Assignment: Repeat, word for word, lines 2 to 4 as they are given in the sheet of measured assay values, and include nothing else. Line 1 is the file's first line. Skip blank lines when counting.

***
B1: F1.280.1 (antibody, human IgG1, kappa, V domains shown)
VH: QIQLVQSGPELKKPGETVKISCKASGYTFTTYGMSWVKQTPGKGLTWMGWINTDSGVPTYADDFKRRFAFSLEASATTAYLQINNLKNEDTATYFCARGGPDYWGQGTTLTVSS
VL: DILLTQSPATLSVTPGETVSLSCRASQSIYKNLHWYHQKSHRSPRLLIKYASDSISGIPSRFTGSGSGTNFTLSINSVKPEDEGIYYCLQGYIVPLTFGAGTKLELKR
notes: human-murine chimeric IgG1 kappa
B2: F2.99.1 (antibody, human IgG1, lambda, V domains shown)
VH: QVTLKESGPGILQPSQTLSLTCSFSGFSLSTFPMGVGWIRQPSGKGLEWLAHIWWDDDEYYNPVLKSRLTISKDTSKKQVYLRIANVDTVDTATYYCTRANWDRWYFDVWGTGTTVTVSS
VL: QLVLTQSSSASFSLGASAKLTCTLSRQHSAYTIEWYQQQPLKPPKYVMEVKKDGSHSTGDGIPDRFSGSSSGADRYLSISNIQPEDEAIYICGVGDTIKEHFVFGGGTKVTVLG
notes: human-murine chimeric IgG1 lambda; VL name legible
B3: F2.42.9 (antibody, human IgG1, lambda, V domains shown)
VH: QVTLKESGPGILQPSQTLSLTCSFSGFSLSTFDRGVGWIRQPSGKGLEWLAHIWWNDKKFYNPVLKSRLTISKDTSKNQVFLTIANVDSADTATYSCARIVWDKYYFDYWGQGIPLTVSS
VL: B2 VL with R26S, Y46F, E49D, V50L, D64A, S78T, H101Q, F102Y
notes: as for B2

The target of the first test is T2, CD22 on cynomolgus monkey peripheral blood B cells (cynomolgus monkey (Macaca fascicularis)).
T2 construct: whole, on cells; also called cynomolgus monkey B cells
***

VH: QIQLVQSGPELKKPGETVKISCKASGYTFTTYGMSWVKQTPGKGLTWMGWINTDSGVPTYADDFKRRFAFSLEASATTAYLQINNLKNEDTATYFCARGGPDYWGQGTTLTVSS
VL: DILLTQSPATLSVTPGETVSLSCRASQSIYKNLHWYHQKSHRSPRLLIKYASDSISGIPSRFTGSGSGTNFTLSINSVKPEDEGIYYCLQGYIVPLTFGAGTKLELKR
notes: human-murine chimeric IgG1 kappa